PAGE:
Shishi Luo, Graduate Student
I use tools from stochastic processes, probability theory, and differential equations to make sense of complex biological systems. Much of my dissertation research addresses questions arising from the ecology and evolution of infectious pathogens.
Please note: Shishi has left the Mathematics department at Duke University; some info here might not be up to date.
- Contact Info:
|BS||University of Queensland||2006|
|BCommerce||University of Queensland||2006|
- Research Interests: Modeling the ecology and evolution of infectious diseases
In my research, I apply mathematics to questions arising from the ecology and evolution of
infectious diseases. Systems in this field display nonlinear population dynamics, exhibit important
behavior at multiple levels (intrahost and interhost), and are adaptive, that is, they undergo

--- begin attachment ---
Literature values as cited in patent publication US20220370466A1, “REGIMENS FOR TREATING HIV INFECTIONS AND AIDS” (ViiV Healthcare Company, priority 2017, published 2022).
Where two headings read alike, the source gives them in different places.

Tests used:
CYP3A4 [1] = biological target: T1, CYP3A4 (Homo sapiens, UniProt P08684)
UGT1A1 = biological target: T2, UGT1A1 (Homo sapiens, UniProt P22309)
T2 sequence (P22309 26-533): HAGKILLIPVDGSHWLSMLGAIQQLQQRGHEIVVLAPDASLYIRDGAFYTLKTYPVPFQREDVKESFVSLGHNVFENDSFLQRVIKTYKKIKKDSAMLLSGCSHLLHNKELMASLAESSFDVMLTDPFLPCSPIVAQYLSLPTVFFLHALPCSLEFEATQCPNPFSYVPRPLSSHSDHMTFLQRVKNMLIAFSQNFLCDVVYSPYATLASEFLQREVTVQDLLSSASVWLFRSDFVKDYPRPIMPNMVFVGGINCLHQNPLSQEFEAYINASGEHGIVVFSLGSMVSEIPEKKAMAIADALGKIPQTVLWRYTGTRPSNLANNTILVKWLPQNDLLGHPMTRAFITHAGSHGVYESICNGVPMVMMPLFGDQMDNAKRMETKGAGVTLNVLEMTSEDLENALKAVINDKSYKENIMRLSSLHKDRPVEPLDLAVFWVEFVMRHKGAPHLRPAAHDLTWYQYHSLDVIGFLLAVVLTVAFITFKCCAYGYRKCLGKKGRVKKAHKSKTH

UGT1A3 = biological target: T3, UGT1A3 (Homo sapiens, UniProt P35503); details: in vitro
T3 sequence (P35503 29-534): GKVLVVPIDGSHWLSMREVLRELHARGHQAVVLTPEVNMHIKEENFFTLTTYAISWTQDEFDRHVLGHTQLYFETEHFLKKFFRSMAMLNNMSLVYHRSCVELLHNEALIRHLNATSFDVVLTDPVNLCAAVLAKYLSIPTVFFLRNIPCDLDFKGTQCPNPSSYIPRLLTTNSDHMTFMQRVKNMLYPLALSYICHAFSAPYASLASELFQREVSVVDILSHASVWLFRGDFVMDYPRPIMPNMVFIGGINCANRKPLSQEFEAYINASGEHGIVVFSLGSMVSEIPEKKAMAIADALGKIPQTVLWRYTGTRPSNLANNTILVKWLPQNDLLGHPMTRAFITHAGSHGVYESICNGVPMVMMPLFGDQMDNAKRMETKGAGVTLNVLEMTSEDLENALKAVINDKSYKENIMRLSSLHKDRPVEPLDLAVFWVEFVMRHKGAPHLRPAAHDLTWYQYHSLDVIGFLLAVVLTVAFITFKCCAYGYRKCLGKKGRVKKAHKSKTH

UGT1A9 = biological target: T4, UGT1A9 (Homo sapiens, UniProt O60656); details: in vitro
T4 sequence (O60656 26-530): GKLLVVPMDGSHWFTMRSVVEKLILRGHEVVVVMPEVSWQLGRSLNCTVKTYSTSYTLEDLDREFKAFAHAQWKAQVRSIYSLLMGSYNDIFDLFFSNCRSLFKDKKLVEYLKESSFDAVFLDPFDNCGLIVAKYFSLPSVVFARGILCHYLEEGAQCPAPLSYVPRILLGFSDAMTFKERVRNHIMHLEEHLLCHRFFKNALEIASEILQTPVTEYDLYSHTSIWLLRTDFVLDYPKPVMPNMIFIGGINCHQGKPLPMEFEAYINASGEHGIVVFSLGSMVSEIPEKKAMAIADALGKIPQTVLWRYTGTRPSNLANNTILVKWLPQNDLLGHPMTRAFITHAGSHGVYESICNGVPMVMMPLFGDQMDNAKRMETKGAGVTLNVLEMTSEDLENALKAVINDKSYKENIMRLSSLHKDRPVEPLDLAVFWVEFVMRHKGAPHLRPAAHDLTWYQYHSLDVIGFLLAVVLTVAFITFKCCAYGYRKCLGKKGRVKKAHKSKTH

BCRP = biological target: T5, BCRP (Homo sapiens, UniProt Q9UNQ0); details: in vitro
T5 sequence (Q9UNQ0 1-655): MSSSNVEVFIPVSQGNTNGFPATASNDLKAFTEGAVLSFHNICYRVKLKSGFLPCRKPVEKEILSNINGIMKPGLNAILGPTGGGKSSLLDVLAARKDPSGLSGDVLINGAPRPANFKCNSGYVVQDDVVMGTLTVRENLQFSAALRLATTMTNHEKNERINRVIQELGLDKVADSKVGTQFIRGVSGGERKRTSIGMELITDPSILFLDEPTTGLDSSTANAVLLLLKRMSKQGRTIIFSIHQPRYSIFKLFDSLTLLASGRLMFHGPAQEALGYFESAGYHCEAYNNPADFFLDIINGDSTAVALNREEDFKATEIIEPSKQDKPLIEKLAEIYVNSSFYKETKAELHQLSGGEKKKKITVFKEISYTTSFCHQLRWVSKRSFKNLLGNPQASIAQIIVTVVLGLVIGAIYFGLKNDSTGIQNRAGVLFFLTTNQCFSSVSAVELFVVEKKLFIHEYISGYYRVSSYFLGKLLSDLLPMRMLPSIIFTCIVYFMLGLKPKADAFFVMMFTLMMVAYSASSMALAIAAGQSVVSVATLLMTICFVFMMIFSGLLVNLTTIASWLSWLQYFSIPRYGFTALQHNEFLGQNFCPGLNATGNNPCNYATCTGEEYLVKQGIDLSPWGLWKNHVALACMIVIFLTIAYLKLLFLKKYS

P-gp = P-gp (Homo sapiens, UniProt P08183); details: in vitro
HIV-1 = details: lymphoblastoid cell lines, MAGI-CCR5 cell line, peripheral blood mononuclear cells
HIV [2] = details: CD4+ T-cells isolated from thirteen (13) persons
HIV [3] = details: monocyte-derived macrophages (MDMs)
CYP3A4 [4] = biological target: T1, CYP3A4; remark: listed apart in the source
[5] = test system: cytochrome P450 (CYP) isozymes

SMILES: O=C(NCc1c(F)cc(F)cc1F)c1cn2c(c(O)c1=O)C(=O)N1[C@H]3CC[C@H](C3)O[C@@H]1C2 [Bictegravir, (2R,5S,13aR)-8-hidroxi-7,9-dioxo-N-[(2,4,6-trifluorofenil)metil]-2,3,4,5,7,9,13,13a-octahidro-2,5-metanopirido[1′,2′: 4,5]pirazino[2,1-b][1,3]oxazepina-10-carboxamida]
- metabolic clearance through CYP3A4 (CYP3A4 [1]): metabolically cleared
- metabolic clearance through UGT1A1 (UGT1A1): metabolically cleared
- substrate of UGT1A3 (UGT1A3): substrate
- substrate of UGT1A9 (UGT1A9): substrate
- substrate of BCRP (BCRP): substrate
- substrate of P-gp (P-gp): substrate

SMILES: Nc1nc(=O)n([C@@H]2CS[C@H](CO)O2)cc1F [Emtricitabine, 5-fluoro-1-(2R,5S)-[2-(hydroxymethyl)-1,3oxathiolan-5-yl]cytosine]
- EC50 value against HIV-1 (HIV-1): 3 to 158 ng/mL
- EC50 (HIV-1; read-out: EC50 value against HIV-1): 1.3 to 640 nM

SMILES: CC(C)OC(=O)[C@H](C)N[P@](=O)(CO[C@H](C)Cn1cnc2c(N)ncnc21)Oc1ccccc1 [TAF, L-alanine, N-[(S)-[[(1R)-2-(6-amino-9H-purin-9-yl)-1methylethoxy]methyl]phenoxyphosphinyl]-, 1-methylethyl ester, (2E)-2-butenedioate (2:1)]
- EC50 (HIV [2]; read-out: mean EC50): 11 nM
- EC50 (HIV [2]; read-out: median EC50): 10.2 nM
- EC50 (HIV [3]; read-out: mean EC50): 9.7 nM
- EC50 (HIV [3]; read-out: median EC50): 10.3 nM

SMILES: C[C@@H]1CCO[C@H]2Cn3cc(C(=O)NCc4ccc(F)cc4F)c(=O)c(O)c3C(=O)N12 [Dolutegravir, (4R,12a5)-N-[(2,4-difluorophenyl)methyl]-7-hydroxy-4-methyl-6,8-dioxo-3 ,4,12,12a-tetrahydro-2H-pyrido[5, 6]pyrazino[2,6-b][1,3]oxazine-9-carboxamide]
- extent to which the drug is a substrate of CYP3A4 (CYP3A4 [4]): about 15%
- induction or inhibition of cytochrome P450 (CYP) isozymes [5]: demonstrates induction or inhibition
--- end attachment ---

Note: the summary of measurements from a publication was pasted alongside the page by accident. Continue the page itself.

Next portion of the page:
evolution. These properties are common across complex biological systems, and developing tools
to tackle them will not only advance our understanding of infectious disease, but may also
apply to structurally similar systems in other areas of biology. I approach these problems by
seeking the most natural and insightful formulation. This principle, which underlies most of pure
mathematics, is also powerful in elucidating fundamental properties of real biological systems.
This means that rather than use a particular set of established tools, e.g. differential equations
or stochastic processes, individual-based models or mean-field models, numerical solutions or
stochastic simulations, I draw on my broad training in applied mathematics to formulate the
most appropriate and informative model for addressing a specic biological question.
- Mathematical biology • Infectious diseases • Modeling
- Recent Grant Support
- Katherine Goodman Stern Fellowship, Duke Graduate School, 2012/08-2013/05.
- James B. Duke Fellowship, 2007/08-2012/05.
- Center for Theoretical and Mathematical Sciences Fellowship, 2010/09-2011/05.